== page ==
I somehow missed this news on Friday (I mean, to be fair, I think we all missed every bit of news that was not Donald Trump and his love of Tic-Tacs and unwanted sexual advances on Friday), but Delta has made another game-changing move in its battle for dominance with American and United at LAX.
Currently Delta has no nonstop service to Washington, D.C. from LAX, which is both odd and frustrating for me, personally, since I live in one city and have family in the other. (Typically, I’ll either fly Alaska and credit my miles to Delta, but with no hope of an upgrade, or I’ll connect in Salt Lake or Atlanta.)
However, on Friday Delta not only announced new nonstop service beginning April 24, 2017 between Los Angeles and Washington-National — thus, directly competing with both American Airlines and Alaska — but announced that its new DCA service will be on a Delta One-configured 757-200 aircraft with 16 lie-flat seats. Presumably, this is the same aircraft configuration Delta occasionally flies between New York and Los Angeles and San Francisco, which means the seats don’t all feature direct aisle access.
This is actually terrific news not only for folks who regularly fly the LA-DC route, but also for the future of domestic first class flying in general. Delta seems to be competing here, not with American, but with JetBlue’s Mint expansion, and it seems likely the LAX-DCA route will be a bit of a test run for Delta to see how its enhanced premium product does elsewhere.
The timing of the once-per-day flight is actually pretty convenient, as well: Delta #2036 will depart Los Angeles at 8:30 a.m. and arrive into National at 4:50 p.m., and Delta #1913 will depart National at 5:45 p.m. and arrive into Los Angeles at 8:30 p.m.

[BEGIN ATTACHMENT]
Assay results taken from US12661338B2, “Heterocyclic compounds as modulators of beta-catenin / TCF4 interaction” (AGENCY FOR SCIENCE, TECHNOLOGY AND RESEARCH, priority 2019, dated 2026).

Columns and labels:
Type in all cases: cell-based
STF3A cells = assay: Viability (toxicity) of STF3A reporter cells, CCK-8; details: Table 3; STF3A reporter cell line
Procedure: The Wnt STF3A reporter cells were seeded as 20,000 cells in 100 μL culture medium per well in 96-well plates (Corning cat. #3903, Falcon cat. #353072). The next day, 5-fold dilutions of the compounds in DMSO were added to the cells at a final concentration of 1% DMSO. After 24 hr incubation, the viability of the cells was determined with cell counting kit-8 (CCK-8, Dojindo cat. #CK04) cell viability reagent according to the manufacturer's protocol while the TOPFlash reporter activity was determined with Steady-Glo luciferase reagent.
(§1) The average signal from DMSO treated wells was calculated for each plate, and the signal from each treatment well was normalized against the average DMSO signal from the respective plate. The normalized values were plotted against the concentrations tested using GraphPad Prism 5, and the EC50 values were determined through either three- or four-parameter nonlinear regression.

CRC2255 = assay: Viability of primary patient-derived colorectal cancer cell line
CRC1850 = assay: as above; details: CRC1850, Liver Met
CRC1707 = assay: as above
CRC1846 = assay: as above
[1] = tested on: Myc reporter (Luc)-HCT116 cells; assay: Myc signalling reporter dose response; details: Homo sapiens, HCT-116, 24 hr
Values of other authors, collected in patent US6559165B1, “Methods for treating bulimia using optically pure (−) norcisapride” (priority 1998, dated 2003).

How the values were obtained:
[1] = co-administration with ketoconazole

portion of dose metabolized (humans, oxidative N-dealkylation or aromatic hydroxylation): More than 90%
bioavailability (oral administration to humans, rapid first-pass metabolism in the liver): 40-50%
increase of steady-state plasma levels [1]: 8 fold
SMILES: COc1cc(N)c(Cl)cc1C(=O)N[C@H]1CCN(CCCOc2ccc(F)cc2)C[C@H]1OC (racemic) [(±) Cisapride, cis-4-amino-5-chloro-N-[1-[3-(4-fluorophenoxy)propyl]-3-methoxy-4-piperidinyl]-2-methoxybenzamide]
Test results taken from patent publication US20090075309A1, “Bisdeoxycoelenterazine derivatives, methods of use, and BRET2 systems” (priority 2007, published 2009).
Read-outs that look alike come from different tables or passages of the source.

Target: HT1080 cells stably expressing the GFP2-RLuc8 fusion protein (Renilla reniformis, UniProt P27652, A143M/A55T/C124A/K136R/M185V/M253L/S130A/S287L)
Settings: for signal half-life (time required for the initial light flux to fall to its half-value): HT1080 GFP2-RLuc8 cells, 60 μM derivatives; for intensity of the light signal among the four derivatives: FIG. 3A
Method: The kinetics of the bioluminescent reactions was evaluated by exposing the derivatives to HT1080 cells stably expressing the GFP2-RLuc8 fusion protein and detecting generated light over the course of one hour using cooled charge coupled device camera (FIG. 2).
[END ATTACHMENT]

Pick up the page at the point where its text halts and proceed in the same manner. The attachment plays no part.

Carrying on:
In order to free up the restricted slot at Washington-National, Delta is shifting one of its twice-daily Salt Lake City flights to Washington-Dulles.
What is unclear right now (although I’ve reached out to Delta for a response and will update if there is anything to report) is whether the lie-flat product will be standard domestic first class, subject to unlimited complimentary upgrades, or whether First on this route will be “Delta One,” with its enhanced food and beverage service, access to special check-in areas at LAX, and restrictive upgrade policy.
UPDATE: Delta has confirmed its 757 service between Los Angeles and Washington will be domestic first class, not “Delta One.” This means no enhanced food service, Westin Heavenly bedding or special check-in, but this also means the seats are up for grabs with unlimited complimentary upgrades, which for me is a huge plus.
What do you think of Delta’s new route?